a. Apa State from the present Benue State; Edu State from Niger State; Kainji State from the present Kebbi State; Katagun State from the present Bauchi State; Savannah State from the present Borno State; Amana State from the present Adamawa State; Gurara State from the present Kaduna State; Ghari State from the present Kano State; Etiti State from the present South East Zone; Aba State from the present Abia State; Adada State from the present Enugu State; Njaba-Anim State from the present Anambra and Imo States; Anioma State from the present Delta State; Ogoja State from the present Cross River State; Ijebu State from the present Ogun State; New Oyo State from the present Oyo State;

b. That the third State to be created in the South –South Zone will be named later, along with its State Capital;

c. That the third State to be created in the South-West Zone will be named later, along with its State Capital; and

The 1999 Constitution of the Federal Republic of Nigeria shall be amended to allow for less onerous process for creation of States.

States to create and reduce Local Governments

Conference recognized Local Governments as a layer of governance closest to the people and, in effect, a platform for sustainable socio-economic development and popular participation in governance at the grass-root.

It however noted the alleged abuse of the Local Government system by State administrations.

In tandem with its recommendation under Federalism, Conference introduced some necessary safeguards to guarantee the independence of local government councils.

Conference therefore decided that:

(a) Section 7 of the 1999 Constitution (as amended), that a system of Local Governments by democratically elected Local Government Council be guaranteed;

(b) States wishing to create Local Governments may create them under the jurisdiction of the States;

(c) The number, structure, form and administration of Local Governments shall be determined by the States;

(d) Without prejudice to the existing Local Governments, States that wish to, may create or reduce the number of existing Local Governments Areas, which shall be under the jurisdiction of the State;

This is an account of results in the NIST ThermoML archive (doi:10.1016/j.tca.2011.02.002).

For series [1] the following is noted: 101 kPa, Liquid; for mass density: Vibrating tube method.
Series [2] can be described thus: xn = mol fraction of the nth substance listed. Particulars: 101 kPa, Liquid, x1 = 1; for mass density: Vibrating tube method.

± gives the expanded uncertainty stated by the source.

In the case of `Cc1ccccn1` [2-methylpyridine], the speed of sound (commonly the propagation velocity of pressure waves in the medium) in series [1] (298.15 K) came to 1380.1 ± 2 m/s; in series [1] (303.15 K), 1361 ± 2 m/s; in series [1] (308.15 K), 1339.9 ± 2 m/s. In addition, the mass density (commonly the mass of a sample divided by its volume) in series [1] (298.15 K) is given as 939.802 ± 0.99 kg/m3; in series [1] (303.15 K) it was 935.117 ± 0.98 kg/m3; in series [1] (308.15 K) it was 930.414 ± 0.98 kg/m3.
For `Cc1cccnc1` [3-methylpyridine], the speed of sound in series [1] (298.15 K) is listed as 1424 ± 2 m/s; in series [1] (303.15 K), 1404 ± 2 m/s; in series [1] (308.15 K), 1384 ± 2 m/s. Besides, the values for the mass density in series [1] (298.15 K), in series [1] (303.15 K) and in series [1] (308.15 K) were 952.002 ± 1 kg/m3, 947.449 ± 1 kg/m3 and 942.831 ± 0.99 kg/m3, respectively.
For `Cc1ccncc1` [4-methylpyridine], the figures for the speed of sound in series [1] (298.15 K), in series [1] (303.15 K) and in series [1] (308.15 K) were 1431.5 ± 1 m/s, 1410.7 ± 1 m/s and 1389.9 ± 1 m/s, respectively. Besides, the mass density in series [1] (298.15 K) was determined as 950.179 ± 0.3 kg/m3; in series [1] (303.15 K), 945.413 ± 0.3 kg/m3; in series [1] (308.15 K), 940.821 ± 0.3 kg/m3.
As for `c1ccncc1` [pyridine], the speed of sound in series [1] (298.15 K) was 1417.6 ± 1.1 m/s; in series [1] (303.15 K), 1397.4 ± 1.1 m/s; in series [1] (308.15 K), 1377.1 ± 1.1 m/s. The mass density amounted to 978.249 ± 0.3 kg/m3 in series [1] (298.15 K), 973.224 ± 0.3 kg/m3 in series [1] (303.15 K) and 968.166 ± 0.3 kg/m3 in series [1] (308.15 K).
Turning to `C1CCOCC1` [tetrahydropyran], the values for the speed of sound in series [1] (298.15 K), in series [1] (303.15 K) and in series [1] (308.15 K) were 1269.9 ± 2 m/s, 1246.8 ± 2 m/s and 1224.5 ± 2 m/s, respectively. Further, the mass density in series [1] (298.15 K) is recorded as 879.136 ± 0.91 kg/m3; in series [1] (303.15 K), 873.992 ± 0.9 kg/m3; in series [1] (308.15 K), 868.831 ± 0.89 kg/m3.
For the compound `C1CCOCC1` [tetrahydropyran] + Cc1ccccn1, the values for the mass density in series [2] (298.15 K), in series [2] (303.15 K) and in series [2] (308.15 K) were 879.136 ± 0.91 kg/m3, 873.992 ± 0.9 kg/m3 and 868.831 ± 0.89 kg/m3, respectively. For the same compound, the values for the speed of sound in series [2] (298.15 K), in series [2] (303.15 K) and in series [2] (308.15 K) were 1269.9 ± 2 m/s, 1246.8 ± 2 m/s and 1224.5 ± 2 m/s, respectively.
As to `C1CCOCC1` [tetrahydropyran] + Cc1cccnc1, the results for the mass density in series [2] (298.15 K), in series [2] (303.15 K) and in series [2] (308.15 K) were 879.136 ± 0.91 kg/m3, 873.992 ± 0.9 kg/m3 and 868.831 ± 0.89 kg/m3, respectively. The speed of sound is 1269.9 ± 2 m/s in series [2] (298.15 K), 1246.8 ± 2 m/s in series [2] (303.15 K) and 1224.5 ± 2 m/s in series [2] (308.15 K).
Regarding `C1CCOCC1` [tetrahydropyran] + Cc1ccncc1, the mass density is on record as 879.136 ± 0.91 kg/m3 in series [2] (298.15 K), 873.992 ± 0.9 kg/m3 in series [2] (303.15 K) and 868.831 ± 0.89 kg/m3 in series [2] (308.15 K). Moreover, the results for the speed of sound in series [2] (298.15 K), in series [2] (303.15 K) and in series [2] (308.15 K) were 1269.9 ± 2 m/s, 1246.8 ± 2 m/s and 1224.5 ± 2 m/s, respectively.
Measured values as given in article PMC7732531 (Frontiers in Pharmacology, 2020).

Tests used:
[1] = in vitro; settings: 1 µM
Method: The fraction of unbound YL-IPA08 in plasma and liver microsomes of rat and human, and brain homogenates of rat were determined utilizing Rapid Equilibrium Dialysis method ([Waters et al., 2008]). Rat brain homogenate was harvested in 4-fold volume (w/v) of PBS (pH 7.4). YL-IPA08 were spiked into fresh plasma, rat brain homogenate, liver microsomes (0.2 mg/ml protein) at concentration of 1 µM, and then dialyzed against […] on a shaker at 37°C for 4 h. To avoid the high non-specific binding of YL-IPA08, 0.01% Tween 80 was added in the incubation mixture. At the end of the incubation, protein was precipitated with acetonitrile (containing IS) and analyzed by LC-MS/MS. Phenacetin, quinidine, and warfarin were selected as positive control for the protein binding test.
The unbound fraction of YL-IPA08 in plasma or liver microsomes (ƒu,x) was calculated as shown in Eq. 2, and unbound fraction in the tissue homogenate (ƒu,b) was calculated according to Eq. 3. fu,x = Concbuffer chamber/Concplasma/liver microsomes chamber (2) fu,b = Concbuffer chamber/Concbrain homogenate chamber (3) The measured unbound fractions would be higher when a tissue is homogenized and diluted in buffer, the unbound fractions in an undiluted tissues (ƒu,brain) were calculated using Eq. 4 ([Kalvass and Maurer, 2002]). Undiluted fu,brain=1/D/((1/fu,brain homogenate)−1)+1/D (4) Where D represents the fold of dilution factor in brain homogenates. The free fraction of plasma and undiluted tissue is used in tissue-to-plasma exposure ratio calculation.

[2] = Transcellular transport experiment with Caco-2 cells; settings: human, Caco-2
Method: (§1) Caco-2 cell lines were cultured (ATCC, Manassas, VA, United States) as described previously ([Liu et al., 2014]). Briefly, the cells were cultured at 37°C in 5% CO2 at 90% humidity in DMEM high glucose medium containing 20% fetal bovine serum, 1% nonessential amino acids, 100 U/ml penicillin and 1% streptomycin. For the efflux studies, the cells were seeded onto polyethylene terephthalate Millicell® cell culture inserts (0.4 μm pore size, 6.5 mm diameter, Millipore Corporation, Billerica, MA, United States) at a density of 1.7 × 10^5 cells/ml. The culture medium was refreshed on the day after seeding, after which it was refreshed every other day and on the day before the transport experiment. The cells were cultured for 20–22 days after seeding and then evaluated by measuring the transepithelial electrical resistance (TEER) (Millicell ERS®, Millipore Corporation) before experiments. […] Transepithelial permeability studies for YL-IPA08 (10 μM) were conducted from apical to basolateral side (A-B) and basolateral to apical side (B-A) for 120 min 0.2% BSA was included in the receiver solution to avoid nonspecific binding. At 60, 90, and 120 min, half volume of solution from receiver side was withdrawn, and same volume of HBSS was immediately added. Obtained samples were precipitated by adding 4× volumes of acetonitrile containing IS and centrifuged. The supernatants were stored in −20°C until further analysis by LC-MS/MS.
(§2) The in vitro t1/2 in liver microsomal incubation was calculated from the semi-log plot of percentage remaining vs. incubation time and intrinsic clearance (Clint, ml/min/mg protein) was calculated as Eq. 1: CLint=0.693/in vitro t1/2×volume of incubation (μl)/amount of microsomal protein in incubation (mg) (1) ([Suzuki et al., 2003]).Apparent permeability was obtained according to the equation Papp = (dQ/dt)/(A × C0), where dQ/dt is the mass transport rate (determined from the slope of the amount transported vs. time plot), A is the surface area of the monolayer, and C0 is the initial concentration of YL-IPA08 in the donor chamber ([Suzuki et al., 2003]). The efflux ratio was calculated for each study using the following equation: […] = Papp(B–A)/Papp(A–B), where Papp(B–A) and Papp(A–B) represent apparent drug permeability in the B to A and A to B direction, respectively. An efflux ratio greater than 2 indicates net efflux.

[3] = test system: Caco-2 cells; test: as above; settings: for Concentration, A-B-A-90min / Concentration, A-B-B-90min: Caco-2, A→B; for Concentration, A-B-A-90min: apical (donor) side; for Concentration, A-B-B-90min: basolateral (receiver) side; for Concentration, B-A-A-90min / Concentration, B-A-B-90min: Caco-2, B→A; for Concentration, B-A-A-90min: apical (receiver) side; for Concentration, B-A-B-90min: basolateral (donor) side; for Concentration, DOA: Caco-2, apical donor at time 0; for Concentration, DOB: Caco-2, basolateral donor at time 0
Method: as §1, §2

(e) The List of the Local Governments Areas contained in the First Schedule of the 1999 Constitution (as amended) be removed, and transferred to the States to be covered by a law of the State Houses of Assembly;

(f) The functions of the Local Governments as contained in Schedule 4 of the 1999 Constitution (as amended) shall be transferred to the States subject to the power of the State Houses of Assembly to add or reduce the said functions of the Local Government;

(g) Chairmen and Councillors of Local Governments, not democratically elected, shall not be recognized by all authorities and persons and shall not be entitled to any revenue allocation;

(h) In addition to the functions conferred upon Local Government Councils as specified in the Fourth Schedule of the 1999 Constitution (as amended), a House of Assembly of a State may by law confer other functions on the Local Government; and

(i) The Constitution should fix the tenure for Local Government Councils at three (3) years.

In addition, Conference noted the representations of National Union of Local Government Employees (NULGE) on the need to protect the Local Government Administrations. Conference unanimously adopted Paragraph 33 A (i)-(v) of the Report of the Presidential Committee On Review of Outstanding Issues from Recent Constitutional Conferences 2012 (the Belgore Report) as follows:

Local Government Funding

Conference decided that:

(i) The Joint State/Local Government Account be scrapped and in its place the establishment of a State Revenue Mobilization, Allocation and Fiscal Commission (SRMAFC) with representatives of Local Governments and a Chairman nominated by the Governor;

(ii) All nominees of SRMAFC be screened by State House of Assembly;

(iii) Members be appointed to a fixed tenure with possibility of renewal for another term;

(iv) Members cannot be removed until expiration of their terms unless for special circumstances; and

(v) Allocation of funds to the State Government, Local Government Councils and between Local Councils of a State, each SRMAFC shall apply the same distribution principles for Revenue Allocation Formula adopted by RMAFC to allocate fund from the Federation Account.

Local Government Elections

Conference accepted the Belgore Report position that:

(i) the practice of unelected officials or Sole Administrators administering Local Governments at any period violates the spirit of representative governance and should not be allowed. Local Councils must have clearly defined tenure; and

(ii) Elections shall be held not earlier than 90 days or not later than 30 days to the expiration of the clearly defined tenure of the Local Government Councils. Section 197(1) (b) of the 1999 Constitution (as amended) and the relevant provisions in the Third Schedule should therefore be expunged.